This past Sunday my pastor, Eric Landry, preached on Matthew 6:12. This particular petition of the Lord's Prayer instructs our hearts on forgiveness. To avoid hypocrisy or self-righteousness, Christians need to be reminded that all forgiveness is unmerited. This is true with regards to God's forgiveness of our sins, but it also includes the forgiveness we extend to others.
That Christ instructs us to repeatedly pray "Forgive us our debts" should not be a concern to Protestants — forgiveness is found once and for all in the cross. Still, the petition must saturate our hearts so that we "forgive our debtors." The following is an excerpt from The Lord's Prayer: A Family Devotion,
I am fascinated watching children interact. Their movements, speech, and general body language are a subtle study of human sinfulness—sometimes not so subtle. All parents know the battle of “mine.” Anyone who has watched a child for any period will have to discipline a child and referee childish scuffles. In the Torrey home, we do not shy away from conflict and discipline. Conflict naturally arises from people living in a home together. We do not walk around on eggshells, but occasionally someone goes too far. We sin against one another and discipline is required. This is a great way to teach Christian forgiveness and reconciliation.
In our home, we stress the active role we as parents take in reconciliation. Immediately after disciplining Judah or Kenzie, I reconcile them to those they hurt. This step exemplifies the way God reconciled us to Himself through Jesus Christ. Even when the children could not speak I would echo the words of requesting forgiveness and ensure the pronouncement (“I forgive you”) was made. I laugh now watching my children eagerly (except when they are really mad) request and grant forgiveness to one another. They are eager for the relationship to continue and fun to ensue. They understand at some primal level the importance of reconciliation. And they understand the general steps of asking for undeserved forgiveness. Ultimately, the Christian experience with God is the same. God speaks for us while we cannot. We find this forgiveness in Jesus Christ.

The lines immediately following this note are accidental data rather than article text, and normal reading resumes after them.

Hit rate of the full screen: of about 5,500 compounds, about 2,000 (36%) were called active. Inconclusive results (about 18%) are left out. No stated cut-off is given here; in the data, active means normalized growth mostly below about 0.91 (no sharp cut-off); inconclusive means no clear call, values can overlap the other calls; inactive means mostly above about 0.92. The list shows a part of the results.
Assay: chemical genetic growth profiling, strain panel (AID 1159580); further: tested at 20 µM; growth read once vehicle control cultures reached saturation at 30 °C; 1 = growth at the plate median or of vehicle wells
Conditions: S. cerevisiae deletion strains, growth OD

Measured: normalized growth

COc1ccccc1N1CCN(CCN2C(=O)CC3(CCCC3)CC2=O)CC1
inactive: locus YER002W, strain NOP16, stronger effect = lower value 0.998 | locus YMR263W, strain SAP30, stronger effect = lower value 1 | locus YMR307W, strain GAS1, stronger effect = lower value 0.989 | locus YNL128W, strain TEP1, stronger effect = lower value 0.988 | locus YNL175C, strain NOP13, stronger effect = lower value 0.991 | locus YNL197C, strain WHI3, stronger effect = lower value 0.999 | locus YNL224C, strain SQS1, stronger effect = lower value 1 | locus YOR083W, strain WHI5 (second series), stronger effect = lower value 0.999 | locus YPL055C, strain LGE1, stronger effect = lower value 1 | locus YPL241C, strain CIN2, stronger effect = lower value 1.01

All #forgiveness is unmerited, whether from #God or given to others.—@bennuwn
Christ’s death initiates forgiveness and His death while we were rebelling against Him (Rom. 5:6-8). We wage war against God until He justifies us (Eph. 2:1-4). He “first loved us” (1 Jn. 4:19). This means that God reconciles and forgives us before we even know to request it. We are the little children without the slightest understanding of what sin is. We are barely aware of who we have sinned against. God choose to reconcile us while we were in that state. Jesus’ petition for forgiveness reminds us of that. We grow in our understanding of forgiveness when we pray it. We learn daily just how unmerited our forgiveness was. We realize just how ignorant we were of God’s active work to reconcile with us.
The truth of the Scripture is that all forgiveness is unearned. We cannot deserve it by any later good deeds since God already deserved those (Lk. 17:10). We pray for this gracious forgiveness then because it has been promised to us (1 Jn. 1:9). We pray for it because it has already been accomplished. As Luther says, “It is therefore the intent of this petition that God would not regard our sins and hold up to us what we daily deserve, but would deal graciously with us, and forgive, as He has promised, and thus grant us a joyful and confident conscience to stand before Him in prayer” (The Large Catechism). This is how we should pray.